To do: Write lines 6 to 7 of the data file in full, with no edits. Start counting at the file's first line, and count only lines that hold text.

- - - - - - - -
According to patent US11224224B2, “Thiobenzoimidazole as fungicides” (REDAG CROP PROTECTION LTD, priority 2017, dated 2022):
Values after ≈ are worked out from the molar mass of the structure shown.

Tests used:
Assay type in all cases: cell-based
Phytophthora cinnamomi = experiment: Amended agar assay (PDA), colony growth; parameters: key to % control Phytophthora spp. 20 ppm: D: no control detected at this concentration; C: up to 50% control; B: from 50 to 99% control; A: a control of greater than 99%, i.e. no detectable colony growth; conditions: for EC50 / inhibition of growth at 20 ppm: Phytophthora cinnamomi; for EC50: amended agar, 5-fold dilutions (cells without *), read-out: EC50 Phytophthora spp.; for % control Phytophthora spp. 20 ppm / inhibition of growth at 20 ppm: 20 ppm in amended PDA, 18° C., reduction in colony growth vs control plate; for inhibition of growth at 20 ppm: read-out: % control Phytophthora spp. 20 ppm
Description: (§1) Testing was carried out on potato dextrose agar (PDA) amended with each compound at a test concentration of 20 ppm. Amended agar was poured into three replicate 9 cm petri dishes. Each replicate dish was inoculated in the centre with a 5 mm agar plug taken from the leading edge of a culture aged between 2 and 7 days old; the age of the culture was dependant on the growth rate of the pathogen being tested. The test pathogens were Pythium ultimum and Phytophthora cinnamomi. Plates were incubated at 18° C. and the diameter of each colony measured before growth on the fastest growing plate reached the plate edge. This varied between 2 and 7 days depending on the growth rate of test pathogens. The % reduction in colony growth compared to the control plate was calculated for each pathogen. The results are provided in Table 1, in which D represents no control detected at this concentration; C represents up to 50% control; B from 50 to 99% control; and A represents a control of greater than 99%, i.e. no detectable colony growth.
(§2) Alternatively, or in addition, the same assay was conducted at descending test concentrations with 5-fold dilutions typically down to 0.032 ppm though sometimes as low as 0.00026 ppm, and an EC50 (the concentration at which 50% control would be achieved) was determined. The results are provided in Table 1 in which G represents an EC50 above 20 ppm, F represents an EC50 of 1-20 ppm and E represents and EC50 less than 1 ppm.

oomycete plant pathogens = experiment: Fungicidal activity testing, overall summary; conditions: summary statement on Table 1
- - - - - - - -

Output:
Description: (§1) Testing was carried out on potato dextrose agar (PDA) amended with each compound at a test concentration of 20 ppm. Amended agar was poured into three replicate 9 cm petri dishes. Each replicate dish was inoculated in the centre with a 5 mm agar plug taken from the leading edge of a culture aged between 2 and 7 days old; the age of the culture was dependant on the growth rate of the pathogen being tested. The test pathogens were Pythium ultimum and Phytophthora cinnamomi. Plates were incubated at 18° C. and the diameter of each colony measured before growth on the fastest growing plate reached the plate edge. This varied between 2 and 7 days depending on the growth rate of test pathogens. The % reduction in colony growth compared to the control plate was calculated for each pathogen. The results are provided in Table 1, in which D represents no control detected at this concentration; C represents up to 50% control; B from 50 to 99% control; and A represents a control of greater than 99%, i.e. no detectable colony growth.
(§2) Alternatively, or in addition, the same assay was conducted at descending test concentrations with 5-fold dilutions typically down to 0.032 ppm though sometimes as low as 0.00026 ppm, and an EC50 (the concentration at which 50% control would be achieved) was determined. The results are provided in Table 1 in which G represents an EC50 above 20 ppm, F represents an EC50 of 1-20 ppm and E represents and EC50 less than 1 ppm.